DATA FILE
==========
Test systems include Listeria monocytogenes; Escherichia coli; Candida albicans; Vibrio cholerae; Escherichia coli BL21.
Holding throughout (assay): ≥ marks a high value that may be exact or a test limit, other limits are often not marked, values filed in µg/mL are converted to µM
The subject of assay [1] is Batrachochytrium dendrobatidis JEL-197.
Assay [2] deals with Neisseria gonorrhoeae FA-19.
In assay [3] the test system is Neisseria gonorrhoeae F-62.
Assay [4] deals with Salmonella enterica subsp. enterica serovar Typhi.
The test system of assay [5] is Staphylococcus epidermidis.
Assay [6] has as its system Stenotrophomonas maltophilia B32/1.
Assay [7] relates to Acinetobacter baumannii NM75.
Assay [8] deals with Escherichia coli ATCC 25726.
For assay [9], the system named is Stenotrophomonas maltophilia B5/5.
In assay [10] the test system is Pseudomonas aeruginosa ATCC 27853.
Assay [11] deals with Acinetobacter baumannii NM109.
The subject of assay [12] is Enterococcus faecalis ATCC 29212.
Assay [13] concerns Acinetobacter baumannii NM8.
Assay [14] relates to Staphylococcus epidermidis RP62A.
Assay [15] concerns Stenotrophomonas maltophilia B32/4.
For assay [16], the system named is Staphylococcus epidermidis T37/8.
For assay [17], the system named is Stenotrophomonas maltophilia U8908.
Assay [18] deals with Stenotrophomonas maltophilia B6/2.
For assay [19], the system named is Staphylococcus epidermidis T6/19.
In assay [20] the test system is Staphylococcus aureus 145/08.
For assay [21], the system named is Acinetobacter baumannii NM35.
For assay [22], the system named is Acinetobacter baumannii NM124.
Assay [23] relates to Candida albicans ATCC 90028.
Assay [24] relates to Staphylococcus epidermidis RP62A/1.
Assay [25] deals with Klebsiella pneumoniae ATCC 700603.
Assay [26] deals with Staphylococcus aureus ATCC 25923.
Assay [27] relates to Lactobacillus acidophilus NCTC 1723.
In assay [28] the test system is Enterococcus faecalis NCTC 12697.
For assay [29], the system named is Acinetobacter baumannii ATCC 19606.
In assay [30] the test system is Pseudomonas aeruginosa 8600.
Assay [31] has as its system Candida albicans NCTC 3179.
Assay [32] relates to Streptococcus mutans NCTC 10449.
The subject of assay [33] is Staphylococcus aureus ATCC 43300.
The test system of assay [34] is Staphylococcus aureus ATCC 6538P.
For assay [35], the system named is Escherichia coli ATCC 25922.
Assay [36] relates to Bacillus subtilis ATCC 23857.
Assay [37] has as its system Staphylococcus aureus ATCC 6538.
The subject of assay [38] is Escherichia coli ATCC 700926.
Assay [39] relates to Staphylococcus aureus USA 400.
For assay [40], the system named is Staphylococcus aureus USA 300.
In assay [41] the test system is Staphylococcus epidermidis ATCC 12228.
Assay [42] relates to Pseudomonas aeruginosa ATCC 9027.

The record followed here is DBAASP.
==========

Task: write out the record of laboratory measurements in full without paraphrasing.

Test systems include Listeria monocytogenes; Escherichia coli; Candida albicans; Vibrio cholerae; Escherichia coli BL21.
Holding throughout (assay): ≥ marks a high value that may be exact or a test limit, other limits are often not marked, values filed in µg/mL are converted to µM
The subject of assay [1] is Batrachochytrium dendrobatidis JEL-197.
Assay [2] deals with Neisseria gonorrhoeae FA-19.
In assay [3] the test system is Neisseria gonorrhoeae F-62.
Assay [4] deals with Salmonella enterica subsp. enterica serovar Typhi.
The test system of assay [5] is Staphylococcus epidermidis.
Assay [6] has as its system Stenotrophomonas maltophilia B32/1.
Assay [7] relates to Acinetobacter baumannii NM75.
Assay [8] deals with Escherichia coli ATCC 25726.
For assay [9], the system named is Stenotrophomonas maltophilia B5/5.
In assay [10] the test system is Pseudomonas aeruginosa ATCC 27853.
Assay [11] deals with Acinetobacter baumannii NM109.
The subject of assay [12] is Enterococcus faecalis ATCC 29212.
Assay [13] concerns Acinetobacter baumannii NM8.
Assay [14] relates to Staphylococcus epidermidis RP62A.
Assay [15] concerns Stenotrophomonas maltophilia B32/4.
For assay [16], the system named is Staphylococcus epidermidis T37/8.
For assay [17], the system named is Stenotrophomonas maltophilia U8908.
Assay [18] deals with Stenotrophomonas maltophilia B6/2.
For assay [19], the system named is Staphylococcus epidermidis T6/19.
In assay [20] the test system is Staphylococcus aureus 145/08.
For assay [21], the system named is Acinetobacter baumannii NM35.
For assay [22], the system named is Acinetobacter baumannii NM124.
Assay [23] relates to Candida albicans ATCC 90028.
Assay [24] relates to Staphylococcus epidermidis RP62A/1.
Assay [25] deals with Klebsiella pneumoniae ATCC 700603.
Assay [26] deals with Staphylococcus aureus ATCC 25923.
Assay [27] relates to Lactobacillus acidophilus NCTC 1723.
In assay [28] the test system is Enterococcus faecalis NCTC 12697.
For assay [29], the system named is Acinetobacter baumannii ATCC 19606.
In assay [30] the test system is Pseudomonas aeruginosa 8600.
Assay [31] has as its system Candida albicans NCTC 3179.
Assay [32] relates to Streptococcus mutans NCTC 10449.
The subject of assay [33] is Staphylococcus aureus ATCC 43300.
The test system of assay [34] is Staphylococcus aureus ATCC 6538P.
For assay [35], the system named is Escherichia coli ATCC 25922.
Assay [36] relates to Bacillus subtilis ATCC 23857.
Assay [37] has as its system Staphylococcus aureus ATCC 6538.
The subject of assay [38] is Escherichia coli ATCC 700926.
Assay [39] relates to Staphylococcus aureus USA 400.
For assay [40], the system named is Staphylococcus aureus USA 300.
In assay [41] the test system is Staphylococcus epidermidis ATCC 12228.
Assay [42] relates to Pseudomonas aeruginosa ATCC 9027.

The record followed here is DBAASP.